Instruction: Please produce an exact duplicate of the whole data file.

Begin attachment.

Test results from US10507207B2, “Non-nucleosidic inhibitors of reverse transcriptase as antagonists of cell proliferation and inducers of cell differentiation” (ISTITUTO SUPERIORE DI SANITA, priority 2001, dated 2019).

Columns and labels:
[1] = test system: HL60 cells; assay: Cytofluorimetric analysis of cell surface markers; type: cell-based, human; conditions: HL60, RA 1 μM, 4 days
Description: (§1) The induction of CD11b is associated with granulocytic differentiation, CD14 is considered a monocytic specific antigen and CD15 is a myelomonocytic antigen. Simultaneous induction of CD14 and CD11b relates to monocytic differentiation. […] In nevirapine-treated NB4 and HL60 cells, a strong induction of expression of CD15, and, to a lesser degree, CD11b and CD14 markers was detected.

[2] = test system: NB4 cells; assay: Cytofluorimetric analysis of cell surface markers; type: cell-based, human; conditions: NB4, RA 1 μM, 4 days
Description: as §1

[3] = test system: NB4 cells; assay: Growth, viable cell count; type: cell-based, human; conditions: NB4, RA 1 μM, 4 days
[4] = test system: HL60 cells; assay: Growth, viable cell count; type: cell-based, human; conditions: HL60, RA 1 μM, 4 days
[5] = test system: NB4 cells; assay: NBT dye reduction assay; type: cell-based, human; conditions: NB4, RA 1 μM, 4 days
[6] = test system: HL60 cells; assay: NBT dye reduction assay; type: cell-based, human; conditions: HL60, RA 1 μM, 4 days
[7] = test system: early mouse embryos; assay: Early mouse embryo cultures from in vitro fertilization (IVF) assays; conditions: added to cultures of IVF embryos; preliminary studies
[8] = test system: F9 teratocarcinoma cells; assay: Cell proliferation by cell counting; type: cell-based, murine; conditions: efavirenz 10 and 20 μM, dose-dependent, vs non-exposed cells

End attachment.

Test results from US10507207B2, “Non-nucleosidic inhibitors of reverse transcriptase as antagonists of cell proliferation and inducers of cell differentiation” (ISTITUTO SUPERIORE DI SANITA, priority 2001, dated 2019).

Columns and labels:
[1] = test system: HL60 cells; assay: Cytofluorimetric analysis of cell surface markers; type: cell-based, human; conditions: HL60, RA 1 μM, 4 days
Description: (§1) The induction of CD11b is associated with granulocytic differentiation, CD14 is considered a monocytic specific antigen and CD15 is a myelomonocytic antigen. Simultaneous induction of CD14 and CD11b relates to monocytic differentiation. […] In nevirapine-treated NB4 and HL60 cells, a strong induction of expression of CD15, and, to a lesser degree, CD11b and CD14 markers was detected.

[2] = test system: NB4 cells; assay: Cytofluorimetric analysis of cell surface markers; type: cell-based, human; conditions: NB4, RA 1 μM, 4 days
Description: as §1

[3] = test system: NB4 cells; assay: Growth, viable cell count; type: cell-based, human; conditions: NB4, RA 1 μM, 4 days
[4] = test system: HL60 cells; assay: Growth, viable cell count; type: cell-based, human; conditions: HL60, RA 1 μM, 4 days
[5] = test system: NB4 cells; assay: NBT dye reduction assay; type: cell-based, human; conditions: NB4, RA 1 μM, 4 days
[6] = test system: HL60 cells; assay: NBT dye reduction assay; type: cell-based, human; conditions: HL60, RA 1 μM, 4 days
[7] = test system: early mouse embryos; assay: Early mouse embryo cultures from in vitro fertilization (IVF) assays; conditions: added to cultures of IVF embryos; preliminary studies
[8] = test system: F9 teratocarcinoma cells; assay: Cell proliferation by cell counting; type: cell-based, murine; conditions: efavirenz 10 and 20 μM, dose-dependent, vs non-exposed cells